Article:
Molecular descriptors of all optimized structures were calculated from the DFT context and the DRAGON´05 program [36]. This software includes 20 families of descriptors in the code. Here, we have selected group account, geometrical and molecular property families. These families include a total of 257 descriptors but DRAGON program only gave us 73 descriptors based on the molecular characteristics of our compounds. We calculated the correlation matrix of these 73 descriptors the data analyzer within the Molegro Virtual Docker (MVD) software [37] and obtained nine non-correlated descriptors (see Table 2).
The SPH (spherosity) is an anisometry descriptor calculated as a function of the eigenvalues of the covariance matrix calculated from the molecular matrix:
Molecules 17 14882 i001
The spherosity index varies from zero for flat molecules, such as benzene, to one for totally spherical molecules [38]. The Ui (unsaturation index) is a simple information index for unsatured bonds defined as:
Molecules 17 14882 i002
where nDB, nTB and nAB are the number of of double, triple and aromatic bonds, respectively [36]. The Hy is the hydrophilic factor descriptor and it’s calculated from Equation (3):
Molecules 17 14882 i003
where NHy is the number of hydrophilic groups (-OH, -SH and -NH2), nC represents the number of carbon atoms and nSK stands for all atoms excluding Hydrogen [39]. The AMR (molar refactivity) descriptor is calculated according to the Ghose-Crippen model, based on a group contribution method [40]. The ALOGP descriptor (Ghose-Crippen-Viswanadhan octanol-water partition coefficient) is calculated from the ALOGP model consisting of a regression equation based on the hydrophobicity contribution of 120 atom types [41]. The TPSA (Topological Polar Surface Area) descriptor originally proposed by Ertl P. et al. [42] is calculated from Equation (4):
Molecules 17 14882 i004
the Ci term is the contribution of atom i to the molecular surface, ni is the frequency of the atom i in the molecule and the sum runs over all types of polar fragments. The TPSA calculation takes into account the contribution of the functional groups containing oxygen and nitrogen atoms to the polarization of the molecular surface as implemented in the DRAGON code [36].
Additionally we calculated quantum chemical descriptors from DFT (Table 2) as total energy (E), dipole moment, hardness (η), electrophilicity index (ω), chemical potential (µ), softness (S) and gap HOMO-LUMO. In this work E, corresponds to the ground state energy of our coumarin molecules and the dipole moment was calculated as implemented in Gaussian 09 [35]. The chemical potential (µ), which is widely used as a descriptor of chemical reactivity, indicates the escape tendency of the electrons and it’s calculated from:
Molecules 17 14882 i005
where E is the energy of the system and N is the number of electrons [14]. Here we used the finite difference approximation:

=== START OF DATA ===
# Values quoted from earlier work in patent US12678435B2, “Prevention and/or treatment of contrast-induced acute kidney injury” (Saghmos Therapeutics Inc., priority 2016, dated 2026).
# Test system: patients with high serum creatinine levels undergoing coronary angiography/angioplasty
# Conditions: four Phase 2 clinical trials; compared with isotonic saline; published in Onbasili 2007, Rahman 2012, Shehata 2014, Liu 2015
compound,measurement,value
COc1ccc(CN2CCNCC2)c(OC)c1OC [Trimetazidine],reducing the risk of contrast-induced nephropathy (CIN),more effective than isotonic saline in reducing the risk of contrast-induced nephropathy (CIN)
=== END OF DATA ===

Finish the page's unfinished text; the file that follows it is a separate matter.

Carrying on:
Molecules 17 14882 i006
where I is the vertical ionization potential defined as the difference of total energy between cationic structures in the optimized geometry of the neutral compounds and the optimized neutral structures:
I = Ecat − Eneu
A is the vertical electron affinity defined as the difference of the total energy between the optimized neutral structures and the corresponding anions in the optimized geometry of the neutral compounds:
A = Eneu − Eanion
The hardness (η) is a global property of the molecular system and measure the resistance imposed by it to any change in its electron distribution:
Molecules 17 14882 i007
In the finite difference approximation the above equation is:
Molecules 17 14882 i008
The softness (S) is the inverse of hardness:
Molecules 17 14882 i009
The electrophilicity index (ω) can be determined from chemical potential (μ) and hardness (η) [14] as:
Molecules 17 14882 i010
where ω represents the stabilization energy of the molecular system when it is saturated by electrons coming from the surroundings [43].

3.1. Genetic Algorithms (GA)

We introduced all 13 descriptors into the Neuroshell Predictor program code [44]. According to the GeneHunter Genetic Algorithm [45] implemented in this program we obtained the weights of the molecular descriptors (see Figure 4).
Figure 5 shows the linear correlation between the log Yexp (actual) and log Ypred calculated by GA analysis (predicted). We obtained a coefficient of multiple determinations (Rsquared) of 0.9313, a correlation factor (r) of 0.9658 and a root mean squared error (RMSE) of 0.0786.
Rsquared is a statistical indicator usually used in multiple regression analysis to compare the reliability of the model with respect to reference points. Rsquared is defined as:
Molecules 17 14882 i011
where y is the experimental value, y ^ is the value predicted by the model, y is the average of all the output values. Furthermore r is a measure of the linear correlation between experimental and predicted values in terms of direction, namely:
Molecules 17 14882 i012
RMSE is defined as the root mean square of the summation of quadratic terms. These terms correspond to the difference between experimental and predicted data values:
Molecules 17 14882 i013
Experimental and calculated antiradical activity, error and percent error are shown in Table 3. The error is calculated from the difference between experimental (Yexp) and calculated (Ycal) antiradical activity. Percent error is calculated as:
Molecules 17 14882 i014